Hannah Sophie Dunkelberg (* 1987, Bonn) graduated as a Meisterschülerin from the UdK in Berlin in the class of Manfred Pernice last year after studying at the HFBK in Hamburg.
For E.X.P.O. (sub sole) she is working within the concepts of showing and displaying an array of techniques and innovations. She plays with the idea of the exhibition and what it means to display something.
Working within a range of mediums, Dunkelberg works with materials that she says convey an optimism towards the aesthetics of production. Though the use of new and digital technologies should not overshadow the work itself. Dunkelberg sees this method as a way to look upon known motives with new eyes. Her work is heavily inspired by painting and the act of painting. Drawing takes up an important part of her practice. The brushstroke, the built-up of paint on a canvas is a starting point for her imagery. Using for instance woodcuts as a base she utilizes this traditional method to create startlingly new wall objects. Other times wood finds its way back into the work, in the shape of inlaid intarsia, creating a sensation of depth where there is none.
The wall of ERP Projekt is partially covered with a custom-made wallpaper featuring a screenshot of Matisse’s painting ‘Bonheur de Vivre’ (1905/06). This colorful work plays with the rules of composition and scale. A pattern is created with the repetition of the screenshot, which allows Dunkelberg to question the staging of a painting. The independent imagery in the work comes together to form a complete composition. Dunkelberg’s work playfully uses scale and reality. The oversized decoupaged leaf sculptures lying near the cobblestones of ERP Projekt feature images of the outside, streets, piles of leaves and close-ups of raindrops. They are positioned on custom-made elaborate see-through stands, which perch the objects above the ground, almost floating.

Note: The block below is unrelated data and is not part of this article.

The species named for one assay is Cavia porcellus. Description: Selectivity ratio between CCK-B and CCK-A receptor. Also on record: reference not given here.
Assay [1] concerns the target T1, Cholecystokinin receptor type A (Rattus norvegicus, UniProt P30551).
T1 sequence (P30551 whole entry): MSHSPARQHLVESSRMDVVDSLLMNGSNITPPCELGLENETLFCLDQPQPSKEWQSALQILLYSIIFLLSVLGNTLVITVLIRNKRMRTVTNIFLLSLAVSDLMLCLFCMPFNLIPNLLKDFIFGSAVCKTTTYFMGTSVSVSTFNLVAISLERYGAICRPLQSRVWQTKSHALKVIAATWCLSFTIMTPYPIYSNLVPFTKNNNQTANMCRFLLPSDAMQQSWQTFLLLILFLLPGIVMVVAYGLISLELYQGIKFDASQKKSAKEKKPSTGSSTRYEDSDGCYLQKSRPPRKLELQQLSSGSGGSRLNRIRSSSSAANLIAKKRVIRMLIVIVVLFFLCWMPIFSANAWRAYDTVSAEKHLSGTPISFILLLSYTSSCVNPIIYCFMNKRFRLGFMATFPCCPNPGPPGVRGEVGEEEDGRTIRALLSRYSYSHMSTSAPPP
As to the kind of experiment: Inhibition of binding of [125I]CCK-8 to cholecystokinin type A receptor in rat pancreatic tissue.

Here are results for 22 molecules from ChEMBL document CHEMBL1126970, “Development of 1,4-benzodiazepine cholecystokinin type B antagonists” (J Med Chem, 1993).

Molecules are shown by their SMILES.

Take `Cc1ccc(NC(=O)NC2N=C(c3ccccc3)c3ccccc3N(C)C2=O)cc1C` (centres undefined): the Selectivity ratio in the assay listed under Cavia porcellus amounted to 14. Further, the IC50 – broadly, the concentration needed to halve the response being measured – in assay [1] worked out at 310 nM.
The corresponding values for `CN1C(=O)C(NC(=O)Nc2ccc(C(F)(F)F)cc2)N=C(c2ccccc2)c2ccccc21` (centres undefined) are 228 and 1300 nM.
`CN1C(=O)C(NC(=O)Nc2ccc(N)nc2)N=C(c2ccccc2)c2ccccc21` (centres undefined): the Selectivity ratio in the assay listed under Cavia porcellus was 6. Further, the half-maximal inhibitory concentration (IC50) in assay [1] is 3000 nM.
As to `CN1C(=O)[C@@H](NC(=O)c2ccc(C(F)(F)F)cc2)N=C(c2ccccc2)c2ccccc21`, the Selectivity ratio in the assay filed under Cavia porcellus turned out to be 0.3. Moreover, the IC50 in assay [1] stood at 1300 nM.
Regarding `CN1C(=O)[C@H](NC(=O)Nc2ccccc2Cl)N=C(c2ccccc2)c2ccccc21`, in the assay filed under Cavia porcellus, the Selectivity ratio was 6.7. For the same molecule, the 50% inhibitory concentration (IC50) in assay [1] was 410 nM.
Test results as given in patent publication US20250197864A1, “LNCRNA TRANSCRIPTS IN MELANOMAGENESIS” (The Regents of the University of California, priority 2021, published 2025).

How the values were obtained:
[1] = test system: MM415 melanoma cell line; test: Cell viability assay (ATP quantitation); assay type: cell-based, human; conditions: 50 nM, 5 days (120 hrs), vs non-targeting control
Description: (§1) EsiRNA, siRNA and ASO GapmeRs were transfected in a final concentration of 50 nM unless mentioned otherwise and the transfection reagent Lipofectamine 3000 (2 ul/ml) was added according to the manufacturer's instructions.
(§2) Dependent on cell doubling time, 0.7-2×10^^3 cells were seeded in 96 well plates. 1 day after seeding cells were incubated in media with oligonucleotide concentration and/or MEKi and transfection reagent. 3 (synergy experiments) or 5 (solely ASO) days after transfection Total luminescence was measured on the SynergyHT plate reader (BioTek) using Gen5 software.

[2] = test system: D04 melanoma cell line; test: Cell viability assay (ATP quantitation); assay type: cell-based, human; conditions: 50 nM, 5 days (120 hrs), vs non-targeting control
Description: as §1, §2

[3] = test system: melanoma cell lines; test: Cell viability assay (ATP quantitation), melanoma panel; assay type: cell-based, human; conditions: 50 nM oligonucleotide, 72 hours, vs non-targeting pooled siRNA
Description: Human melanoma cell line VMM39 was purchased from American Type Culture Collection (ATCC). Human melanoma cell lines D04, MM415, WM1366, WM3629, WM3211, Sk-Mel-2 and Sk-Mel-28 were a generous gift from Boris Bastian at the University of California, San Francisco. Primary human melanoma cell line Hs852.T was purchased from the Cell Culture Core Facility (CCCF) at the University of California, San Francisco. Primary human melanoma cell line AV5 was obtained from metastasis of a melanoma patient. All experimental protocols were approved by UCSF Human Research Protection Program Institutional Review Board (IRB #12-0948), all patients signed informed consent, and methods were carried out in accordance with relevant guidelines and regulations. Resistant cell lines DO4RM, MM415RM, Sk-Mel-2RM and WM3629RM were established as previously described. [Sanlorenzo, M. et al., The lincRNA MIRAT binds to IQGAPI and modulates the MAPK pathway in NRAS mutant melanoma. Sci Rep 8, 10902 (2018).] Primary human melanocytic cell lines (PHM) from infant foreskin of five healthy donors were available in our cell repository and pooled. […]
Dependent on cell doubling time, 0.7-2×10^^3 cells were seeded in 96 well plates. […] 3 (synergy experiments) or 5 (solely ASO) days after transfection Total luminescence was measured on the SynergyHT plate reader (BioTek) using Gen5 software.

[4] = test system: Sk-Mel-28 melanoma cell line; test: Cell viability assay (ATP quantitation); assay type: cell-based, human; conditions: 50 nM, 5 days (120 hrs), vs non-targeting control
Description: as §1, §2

E.X.P.O (sub sole) plays with the concepts of inside vs. outside and blurs the lines between these two normally separated spheres. In front of the wallpaper, a traditionally ‘inside’ feature, a park bench is positioned surrounded by leaf objects. The bench is reduced to its silhouettes and digitally transformed into an object that floats between functional and untouchable. This interplay between nature and the human presence or consciousness and the dream world allows Dunkelberg to examine ideas on creation, reality, and morality.